CS40 Lab 4: 3D Coordinate transforms

Due 2:30pm Wednesday 27 February 2013

For this lab, you will be modeling and animating entire solar system, using coordinate transformations. Mostly you will be making judicious use of Translations, Scalings, and Rotations, to work in different coordinate systems.

Getting started
Get a clean copy of the code from the origin/master branch and create a local and remote project4 branch by following these steps.
git fetch origin
git checkout -b project4 origin/master
git push -u private project4
The above commands assume that the default class code is on the origin remote, and your personal remote is named private. Furthermore, your working directory must be clean (no uncommitted changes to files under version control), before checking out a new branch. If this is not the case, add and commit you changes locally before switching to a project4 branch.

Once you and your partner have pushed the project4 branches, you can each checkout a shared4 branch to follow your partner's changes

git fetch partner
git checkout -b shared4 partner/project4
Note you should not merge into either the master, shared, or shared4 branches as you will later be unable to push your changes. Make sure you are on either the working or project4 branch before merging.

As we did in class on Wednesday, symlink the textures folder to a local data directory. You must add a symlink before running code.

cd ~/cs40/code/projects/04
ln -s /usr/local/doc/textures/ data
The file solarData.txt in your projects/04 folder contains some basic info about our solar system (and Pluto, which has recently been disqualified). The information contains the radius of each object (in thousands of km), the distance from the sun (a, in millions of km), the period of rotation around the sun (tau, in earth years), the eccentricity of the elliptical orbit, and the inclination of the orbit with respect to a plane through the center of the sun. You should use this information to model a solar system as a collection of rotating spheres.

You can parse this data file using code similar to that in parseData.cpp.

Basic Requirements
You will need to find an acceptable coordinate system in which to draw your system. I recommend scaling the radii of the objects so they look visually appealing and convey some sense of relative scale. Feel free to adjust the sun (and perhaps the larger outer planets) differently than the rest. The sun is really big. After adjusting the radius field, you should be able to use the rest of the units as they are.

You must create a planet class or planet struct to organize necessary planet info.

You must draw and animate all the planets listed. All planets should revolve in the same direction around the sun, but not at the same rate. You may assume the planets revolve in circular orbits, but the eccentricity is given if you want to model elliptical orbits.

All planets should spin about their axis according to the time of day. You will likely want a way to speed up and slow down time so you can observe spinning and orbiting as desired.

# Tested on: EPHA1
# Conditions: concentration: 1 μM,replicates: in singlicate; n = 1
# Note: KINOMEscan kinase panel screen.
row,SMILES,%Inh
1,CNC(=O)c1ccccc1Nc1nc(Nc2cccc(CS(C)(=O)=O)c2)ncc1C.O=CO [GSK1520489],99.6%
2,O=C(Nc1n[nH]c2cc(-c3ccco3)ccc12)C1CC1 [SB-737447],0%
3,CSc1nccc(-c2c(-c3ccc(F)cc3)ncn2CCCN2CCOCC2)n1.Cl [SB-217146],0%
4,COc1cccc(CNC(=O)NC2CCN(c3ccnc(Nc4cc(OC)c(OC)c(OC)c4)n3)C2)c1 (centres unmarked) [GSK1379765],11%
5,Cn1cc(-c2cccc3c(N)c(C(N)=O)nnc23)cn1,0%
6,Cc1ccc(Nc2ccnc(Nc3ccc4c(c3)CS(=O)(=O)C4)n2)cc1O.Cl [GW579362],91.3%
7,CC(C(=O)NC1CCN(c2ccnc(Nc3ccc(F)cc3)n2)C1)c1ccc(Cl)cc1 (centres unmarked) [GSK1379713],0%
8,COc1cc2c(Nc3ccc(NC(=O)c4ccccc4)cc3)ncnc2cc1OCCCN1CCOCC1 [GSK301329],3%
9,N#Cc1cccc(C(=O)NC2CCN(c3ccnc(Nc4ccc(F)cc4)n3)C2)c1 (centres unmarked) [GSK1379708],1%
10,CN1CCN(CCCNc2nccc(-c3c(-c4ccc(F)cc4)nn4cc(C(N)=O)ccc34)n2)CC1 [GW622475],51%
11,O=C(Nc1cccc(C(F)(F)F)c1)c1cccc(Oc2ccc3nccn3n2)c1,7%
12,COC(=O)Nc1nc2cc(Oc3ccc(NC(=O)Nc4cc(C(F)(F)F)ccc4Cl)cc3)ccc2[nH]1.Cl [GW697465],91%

Assign a texture to each of the planets. You may want to add these parameters to the data file, so you can refresh them without recompiling.

You must model at least one moon around one of the planets. You can choose the size of the moon, radius of orbit, and period of rotation, or consult a source for reasonable defaults. You can use the same moon texture for all moons, use a separate fragment shader, or modify your fragment shader to support textured and non-textured spheres.

Add keyboard controls to pan and zoom. You can decide how this is implemented. You should modify the m_view matrix when you do this.


You can use the Sphere class to model the planets. Note, you do not need to create multiple Sphere instances. You can reuse the same VBO and apply different transforms to the shader before drawing each planet.

Work incrementally. Get your data file parser working and then print out the info each planet to ensure you parsed the data correctly. Make subtle adjustments to the m_view matrix using QMatrix4x4::ortho, or until you understand what you are looking out and how the scene is effected.

Explore the MatrixStack class and try some examples in PaintGL with multiple objects.

You can (and probably should) extend MatrixStack to handle rotations.

You can use any of the QMatrix4x4 methods. Methods like translate, rotate and scale, modify an existing matrix, by multiplying it on the right.

Each planet/moon can have its own uniform model matrix in the vertex shader. You should probably only use one view matrix for the entire system.

Use the Square to help orient you if you find yourself getting lost.

Use a QTimer to animate. Do not try to maintain a global 'time'. Instead, each time the QTimer triggers, consider that delta_t time has elapsed in the solar system. Pass this delta to each planet so they can update their spin and rotation appropriately.

Optional features
The following are optional extensions and are not required for full credit.
You should regularly commit your changes to the project4 branch and occasionally push to your private remote. Note you must push to your remote to share updates with your partner. Ideally you should commit changes at the end of every session of working on the project. You will be graded on work that appears in your remote project4 branch by the project deadline